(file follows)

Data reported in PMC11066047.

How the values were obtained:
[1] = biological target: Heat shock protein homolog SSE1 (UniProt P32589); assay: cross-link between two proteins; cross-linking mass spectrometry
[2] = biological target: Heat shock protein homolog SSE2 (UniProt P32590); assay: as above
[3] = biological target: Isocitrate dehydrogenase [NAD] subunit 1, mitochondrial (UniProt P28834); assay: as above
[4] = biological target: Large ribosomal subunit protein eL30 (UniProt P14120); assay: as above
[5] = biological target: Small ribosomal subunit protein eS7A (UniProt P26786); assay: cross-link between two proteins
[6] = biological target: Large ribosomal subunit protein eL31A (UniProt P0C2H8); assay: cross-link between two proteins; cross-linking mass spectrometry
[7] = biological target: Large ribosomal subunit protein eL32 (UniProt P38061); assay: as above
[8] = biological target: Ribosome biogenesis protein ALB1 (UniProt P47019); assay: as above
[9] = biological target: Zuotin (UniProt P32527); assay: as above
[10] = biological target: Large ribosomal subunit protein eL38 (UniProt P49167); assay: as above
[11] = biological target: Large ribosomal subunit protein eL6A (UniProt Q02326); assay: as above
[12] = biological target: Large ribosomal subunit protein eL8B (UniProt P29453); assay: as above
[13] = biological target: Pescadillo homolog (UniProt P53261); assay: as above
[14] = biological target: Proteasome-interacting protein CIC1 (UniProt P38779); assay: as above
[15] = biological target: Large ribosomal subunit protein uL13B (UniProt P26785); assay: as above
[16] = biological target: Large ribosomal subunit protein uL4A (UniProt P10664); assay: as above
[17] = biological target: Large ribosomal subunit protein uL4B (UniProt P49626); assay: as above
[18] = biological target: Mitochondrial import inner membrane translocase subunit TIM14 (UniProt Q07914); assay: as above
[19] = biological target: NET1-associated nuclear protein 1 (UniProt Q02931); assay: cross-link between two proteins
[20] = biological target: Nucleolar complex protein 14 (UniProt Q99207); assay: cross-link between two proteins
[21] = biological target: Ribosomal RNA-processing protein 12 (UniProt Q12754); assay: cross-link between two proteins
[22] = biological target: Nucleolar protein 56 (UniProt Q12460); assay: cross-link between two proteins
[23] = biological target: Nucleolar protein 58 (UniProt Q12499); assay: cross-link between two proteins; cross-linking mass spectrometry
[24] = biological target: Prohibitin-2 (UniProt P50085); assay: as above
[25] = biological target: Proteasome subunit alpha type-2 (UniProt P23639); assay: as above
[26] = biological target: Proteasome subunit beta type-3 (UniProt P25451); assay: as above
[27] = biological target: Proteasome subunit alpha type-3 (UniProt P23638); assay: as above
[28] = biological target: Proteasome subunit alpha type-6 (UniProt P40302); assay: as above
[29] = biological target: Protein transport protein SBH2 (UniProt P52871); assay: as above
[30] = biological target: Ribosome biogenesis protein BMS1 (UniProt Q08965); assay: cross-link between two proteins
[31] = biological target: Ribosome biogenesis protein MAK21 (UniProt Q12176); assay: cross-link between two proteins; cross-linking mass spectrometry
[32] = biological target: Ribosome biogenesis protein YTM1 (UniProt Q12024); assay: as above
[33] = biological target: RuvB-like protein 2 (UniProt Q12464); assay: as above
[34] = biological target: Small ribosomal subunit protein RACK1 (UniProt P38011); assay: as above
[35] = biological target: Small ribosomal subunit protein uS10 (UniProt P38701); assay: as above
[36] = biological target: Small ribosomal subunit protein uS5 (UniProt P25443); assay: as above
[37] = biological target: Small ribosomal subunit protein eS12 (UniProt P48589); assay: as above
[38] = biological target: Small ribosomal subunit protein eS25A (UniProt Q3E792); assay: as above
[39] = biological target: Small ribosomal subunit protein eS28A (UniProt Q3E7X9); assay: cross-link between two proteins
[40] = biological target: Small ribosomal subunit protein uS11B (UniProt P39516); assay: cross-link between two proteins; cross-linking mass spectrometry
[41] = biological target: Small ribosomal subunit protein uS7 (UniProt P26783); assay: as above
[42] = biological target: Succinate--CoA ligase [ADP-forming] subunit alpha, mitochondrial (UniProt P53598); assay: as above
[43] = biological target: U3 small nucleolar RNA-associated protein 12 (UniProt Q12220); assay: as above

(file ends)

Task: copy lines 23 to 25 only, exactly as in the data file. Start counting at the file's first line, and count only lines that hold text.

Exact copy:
[21] = biological target: Ribosomal RNA-processing protein 12 (UniProt Q12754); assay: cross-link between two proteins
[22] = biological target: Nucleolar protein 56 (UniProt Q12460); assay: cross-link between two proteins
[23] = biological target: Nucleolar protein 58 (UniProt Q12499); assay: cross-link between two proteins; cross-linking mass spectrometry